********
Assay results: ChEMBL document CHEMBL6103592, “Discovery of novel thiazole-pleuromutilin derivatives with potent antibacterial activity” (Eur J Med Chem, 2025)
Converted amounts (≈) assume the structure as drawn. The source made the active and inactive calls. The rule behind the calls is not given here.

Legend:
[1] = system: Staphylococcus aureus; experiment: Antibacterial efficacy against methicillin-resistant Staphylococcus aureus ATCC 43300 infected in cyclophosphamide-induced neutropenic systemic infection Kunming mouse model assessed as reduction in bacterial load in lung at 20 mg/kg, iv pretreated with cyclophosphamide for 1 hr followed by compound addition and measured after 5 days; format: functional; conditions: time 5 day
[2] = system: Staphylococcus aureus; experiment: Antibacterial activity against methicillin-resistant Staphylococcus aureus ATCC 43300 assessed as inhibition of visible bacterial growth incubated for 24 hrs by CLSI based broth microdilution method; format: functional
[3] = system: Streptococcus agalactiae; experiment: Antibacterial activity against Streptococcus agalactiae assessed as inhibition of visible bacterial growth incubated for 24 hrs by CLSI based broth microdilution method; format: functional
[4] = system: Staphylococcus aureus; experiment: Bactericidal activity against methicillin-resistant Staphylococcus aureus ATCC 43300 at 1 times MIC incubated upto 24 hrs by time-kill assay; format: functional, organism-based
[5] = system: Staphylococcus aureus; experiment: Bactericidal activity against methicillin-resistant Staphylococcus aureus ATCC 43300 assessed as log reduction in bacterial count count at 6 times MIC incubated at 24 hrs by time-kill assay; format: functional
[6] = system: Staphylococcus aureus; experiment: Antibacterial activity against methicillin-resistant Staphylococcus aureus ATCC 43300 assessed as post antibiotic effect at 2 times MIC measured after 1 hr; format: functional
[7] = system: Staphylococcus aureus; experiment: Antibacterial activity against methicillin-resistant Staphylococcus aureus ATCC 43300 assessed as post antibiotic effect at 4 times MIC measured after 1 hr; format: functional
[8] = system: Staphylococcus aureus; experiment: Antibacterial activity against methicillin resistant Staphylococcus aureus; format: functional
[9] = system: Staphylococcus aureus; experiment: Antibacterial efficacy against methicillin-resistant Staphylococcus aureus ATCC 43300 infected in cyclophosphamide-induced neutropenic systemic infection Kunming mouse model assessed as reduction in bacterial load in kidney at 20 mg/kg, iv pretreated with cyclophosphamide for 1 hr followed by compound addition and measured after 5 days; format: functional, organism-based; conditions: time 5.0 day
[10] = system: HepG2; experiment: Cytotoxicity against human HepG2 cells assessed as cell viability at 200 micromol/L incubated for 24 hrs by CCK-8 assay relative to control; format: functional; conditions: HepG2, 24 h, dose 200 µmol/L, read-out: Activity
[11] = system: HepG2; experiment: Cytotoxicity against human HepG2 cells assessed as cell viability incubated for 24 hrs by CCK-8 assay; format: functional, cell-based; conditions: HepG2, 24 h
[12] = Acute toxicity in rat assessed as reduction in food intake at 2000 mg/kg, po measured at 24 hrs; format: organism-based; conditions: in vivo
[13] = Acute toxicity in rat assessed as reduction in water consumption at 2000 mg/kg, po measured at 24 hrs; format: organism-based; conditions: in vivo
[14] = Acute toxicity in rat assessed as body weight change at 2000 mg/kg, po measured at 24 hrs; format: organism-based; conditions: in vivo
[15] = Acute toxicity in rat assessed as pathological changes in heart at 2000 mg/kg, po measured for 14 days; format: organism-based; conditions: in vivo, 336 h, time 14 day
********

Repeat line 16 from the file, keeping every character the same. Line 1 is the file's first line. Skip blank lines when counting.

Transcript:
[13] = Acute toxicity in rat assessed as reduction in water consumption at 2000 mg/kg, po measured at 24 hrs; format: organism-based; conditions: in vivo